But that's just S. So S is true.

Now suppose that X is an omniscient being. Then X knows all, including what we've just shown, namely (3). So,

4. X knows that no omniscient being knows that which the sentence S expresses,

which, given what S expresses, yields,

5. X knows that which S expresses.

But X is omniscient. So,

6. Some omniscient being knows that which S expresses.

But (6) is just ~S. So, on the assumption that an omniscient being exists, S & ~S.

Milne leaves the reader to draw their own conclusions from his proof. Jesper Kallestrup has picked up the baton, and adapted Milne's proof to show that the knowability principle (KP) entails a contradiction. Again, rather than treating this as a reductio, we might accept that the contradiction is true. A final application of (KP) yields that this contradiction is knowable. Anti-realists are committed to dialetheism.

It can hardly have escaped the attention of readers of this blog that I'm more sympathetic than most to anti-realism, and (unlike Jon Cogburn), I'm not in the market for the conclusion that it entails committment to dialetheism. There's a lot that might be said in order to dodge this conclusion. Jesper notes that so-called restriction strategies that have been offered by Dummett and Tennant in response to the knowability paradox also work here, but he points out they are associated with a whole bunch of problems. Crispin Wright's endorsement of KP as a local thesis also blocks Jesper's reasoning, which requires an assumption that KP holds globally.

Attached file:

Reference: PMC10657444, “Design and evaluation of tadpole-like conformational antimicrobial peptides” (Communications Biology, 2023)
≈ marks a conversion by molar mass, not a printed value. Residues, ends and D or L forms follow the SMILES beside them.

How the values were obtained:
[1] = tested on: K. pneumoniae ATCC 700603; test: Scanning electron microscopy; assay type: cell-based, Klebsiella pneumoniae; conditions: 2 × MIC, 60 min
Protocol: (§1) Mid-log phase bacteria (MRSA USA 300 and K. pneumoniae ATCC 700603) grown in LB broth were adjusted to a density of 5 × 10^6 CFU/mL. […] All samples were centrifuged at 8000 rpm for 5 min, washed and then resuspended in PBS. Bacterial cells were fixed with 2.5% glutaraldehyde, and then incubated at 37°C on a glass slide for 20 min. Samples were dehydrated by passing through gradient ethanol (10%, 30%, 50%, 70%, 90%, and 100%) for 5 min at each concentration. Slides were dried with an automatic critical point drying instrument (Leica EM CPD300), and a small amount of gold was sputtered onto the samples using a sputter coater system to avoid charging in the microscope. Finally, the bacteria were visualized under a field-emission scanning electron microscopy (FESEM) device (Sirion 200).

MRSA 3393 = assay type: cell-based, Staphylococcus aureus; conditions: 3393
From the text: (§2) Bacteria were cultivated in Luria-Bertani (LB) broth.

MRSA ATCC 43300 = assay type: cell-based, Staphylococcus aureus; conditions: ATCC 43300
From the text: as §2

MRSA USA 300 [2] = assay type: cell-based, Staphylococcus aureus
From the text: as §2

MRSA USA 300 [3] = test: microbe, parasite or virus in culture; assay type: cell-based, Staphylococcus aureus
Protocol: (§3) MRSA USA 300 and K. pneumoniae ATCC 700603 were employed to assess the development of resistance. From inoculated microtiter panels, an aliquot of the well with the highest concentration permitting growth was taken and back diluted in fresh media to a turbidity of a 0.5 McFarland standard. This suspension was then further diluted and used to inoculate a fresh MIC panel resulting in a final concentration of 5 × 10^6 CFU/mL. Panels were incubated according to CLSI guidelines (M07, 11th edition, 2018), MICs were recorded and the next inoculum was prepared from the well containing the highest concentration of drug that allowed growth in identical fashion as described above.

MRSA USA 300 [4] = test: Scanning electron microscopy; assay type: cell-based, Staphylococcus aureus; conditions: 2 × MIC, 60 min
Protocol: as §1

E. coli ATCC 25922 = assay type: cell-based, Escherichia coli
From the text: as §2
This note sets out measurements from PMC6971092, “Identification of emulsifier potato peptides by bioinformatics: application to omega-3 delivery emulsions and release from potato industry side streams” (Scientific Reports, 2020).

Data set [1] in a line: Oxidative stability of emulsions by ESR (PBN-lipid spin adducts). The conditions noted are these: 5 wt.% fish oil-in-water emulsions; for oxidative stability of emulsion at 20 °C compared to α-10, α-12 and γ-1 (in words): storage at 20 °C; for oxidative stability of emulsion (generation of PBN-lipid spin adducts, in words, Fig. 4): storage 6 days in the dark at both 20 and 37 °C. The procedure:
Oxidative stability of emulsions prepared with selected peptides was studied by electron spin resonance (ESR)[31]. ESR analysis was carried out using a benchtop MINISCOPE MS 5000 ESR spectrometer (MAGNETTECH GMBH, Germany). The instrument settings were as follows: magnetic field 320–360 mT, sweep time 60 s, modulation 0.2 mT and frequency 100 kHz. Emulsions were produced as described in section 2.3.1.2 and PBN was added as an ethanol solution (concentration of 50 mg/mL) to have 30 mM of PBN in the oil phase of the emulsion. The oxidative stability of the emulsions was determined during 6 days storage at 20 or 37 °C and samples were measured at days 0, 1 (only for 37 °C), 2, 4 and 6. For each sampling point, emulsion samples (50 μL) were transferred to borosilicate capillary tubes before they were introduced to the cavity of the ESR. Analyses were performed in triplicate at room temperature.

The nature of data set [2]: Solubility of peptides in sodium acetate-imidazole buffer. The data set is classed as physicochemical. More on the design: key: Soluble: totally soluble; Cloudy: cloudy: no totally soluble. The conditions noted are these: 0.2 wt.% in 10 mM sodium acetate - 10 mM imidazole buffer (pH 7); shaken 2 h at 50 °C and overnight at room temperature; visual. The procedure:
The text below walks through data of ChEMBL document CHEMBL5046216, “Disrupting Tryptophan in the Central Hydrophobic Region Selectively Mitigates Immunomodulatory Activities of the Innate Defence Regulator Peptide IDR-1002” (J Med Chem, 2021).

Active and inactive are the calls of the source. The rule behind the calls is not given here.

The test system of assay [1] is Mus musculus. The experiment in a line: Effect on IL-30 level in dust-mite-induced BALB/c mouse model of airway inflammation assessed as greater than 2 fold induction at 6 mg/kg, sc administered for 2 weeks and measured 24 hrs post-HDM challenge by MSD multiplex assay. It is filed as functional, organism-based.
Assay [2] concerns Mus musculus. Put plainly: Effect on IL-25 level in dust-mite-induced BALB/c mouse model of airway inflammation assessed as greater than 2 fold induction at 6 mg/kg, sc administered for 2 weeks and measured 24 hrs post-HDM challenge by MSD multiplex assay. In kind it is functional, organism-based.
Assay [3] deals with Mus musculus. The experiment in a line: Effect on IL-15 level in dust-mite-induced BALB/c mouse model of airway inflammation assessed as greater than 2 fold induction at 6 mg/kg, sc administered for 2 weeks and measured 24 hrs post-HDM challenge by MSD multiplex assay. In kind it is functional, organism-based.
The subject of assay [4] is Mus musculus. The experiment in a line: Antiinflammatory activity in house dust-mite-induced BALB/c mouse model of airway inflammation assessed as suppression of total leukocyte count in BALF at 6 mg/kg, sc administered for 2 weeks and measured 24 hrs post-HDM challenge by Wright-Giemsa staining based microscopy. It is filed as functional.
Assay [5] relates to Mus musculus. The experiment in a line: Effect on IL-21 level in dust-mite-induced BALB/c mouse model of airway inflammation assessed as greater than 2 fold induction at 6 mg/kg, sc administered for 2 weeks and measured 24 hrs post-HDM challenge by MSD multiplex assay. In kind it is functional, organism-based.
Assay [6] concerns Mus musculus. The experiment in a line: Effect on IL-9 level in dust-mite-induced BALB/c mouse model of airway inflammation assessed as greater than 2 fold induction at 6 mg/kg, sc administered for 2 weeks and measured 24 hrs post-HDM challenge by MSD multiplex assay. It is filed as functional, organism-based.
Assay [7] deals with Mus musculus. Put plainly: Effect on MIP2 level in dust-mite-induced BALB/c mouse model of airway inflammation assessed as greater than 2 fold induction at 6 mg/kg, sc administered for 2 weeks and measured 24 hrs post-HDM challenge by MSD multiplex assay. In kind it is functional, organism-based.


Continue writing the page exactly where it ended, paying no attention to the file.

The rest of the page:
Here I just want to suggest that there's a further restriction to KP the anti-realist can make, one that's independently motivated and yet which blocks the proof. Let's begin by examining Jesper's argument that KP entails a contradiction.

Consider the following variant of S:

S*: Nobody possibly knows that which the sentence S expresses.

Again, this is self-referential but does not simply implode. But now suppose that we adopt the following:

KP: P expresses a truth only if it is possible that somebody knows that P expresses a truth.

Actuality Assumption (AA): It is possible that somebody knows that P expresses a truth only if there is some actual person who, perhaps which finite extensions to her capacities, possibly knows that P expresses a truth.

Factivity Assumption (FA): It is possible that somebody knows that P expresses a truth only if P expresses a truth.

AA and FA are usually taken as being part of a package with KP (though, always the exception, Jon Cogburn seems to reject FA here, p238).